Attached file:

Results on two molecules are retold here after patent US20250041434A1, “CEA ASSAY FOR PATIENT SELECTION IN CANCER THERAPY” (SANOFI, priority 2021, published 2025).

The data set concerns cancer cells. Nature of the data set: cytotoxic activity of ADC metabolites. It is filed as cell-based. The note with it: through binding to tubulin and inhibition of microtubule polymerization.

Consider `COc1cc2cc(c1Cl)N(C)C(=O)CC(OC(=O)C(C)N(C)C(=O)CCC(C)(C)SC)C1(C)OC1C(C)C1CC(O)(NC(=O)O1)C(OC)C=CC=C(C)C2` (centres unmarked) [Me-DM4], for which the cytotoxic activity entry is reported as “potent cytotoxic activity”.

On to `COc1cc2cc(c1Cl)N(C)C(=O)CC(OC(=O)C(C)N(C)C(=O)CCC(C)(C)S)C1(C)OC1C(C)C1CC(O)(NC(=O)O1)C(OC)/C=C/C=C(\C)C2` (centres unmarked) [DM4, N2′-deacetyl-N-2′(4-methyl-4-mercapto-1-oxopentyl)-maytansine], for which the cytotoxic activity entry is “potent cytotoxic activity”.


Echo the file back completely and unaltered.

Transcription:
Results on two molecules are retold here after patent US20250041434A1, “CEA ASSAY FOR PATIENT SELECTION IN CANCER THERAPY” (SANOFI, priority 2021, published 2025).

The data set concerns cancer cells. Nature of the data set: cytotoxic activity of ADC metabolites. It is filed as cell-based. The note with it: through binding to tubulin and inhibition of microtubule polymerization.

Consider `COc1cc2cc(c1Cl)N(C)C(=O)CC(OC(=O)C(C)N(C)C(=O)CCC(C)(C)SC)C1(C)OC1C(C)C1CC(O)(NC(=O)O1)C(OC)C=CC=C(C)C2` (centres unmarked) [Me-DM4], for which the cytotoxic activity entry is reported as “potent cytotoxic activity”.

On to `COc1cc2cc(c1Cl)N(C)C(=O)CC(OC(=O)C(C)N(C)C(=O)CCC(C)(C)S)C1(C)OC1C(C)C1CC(O)(NC(=O)O1)C(OC)/C=C/C=C(\C)C2` (centres unmarked) [DM4, N2′-deacetyl-N-2′(4-methyl-4-mercapto-1-oxopentyl)-maytansine], for which the cytotoxic activity entry is “potent cytotoxic activity”.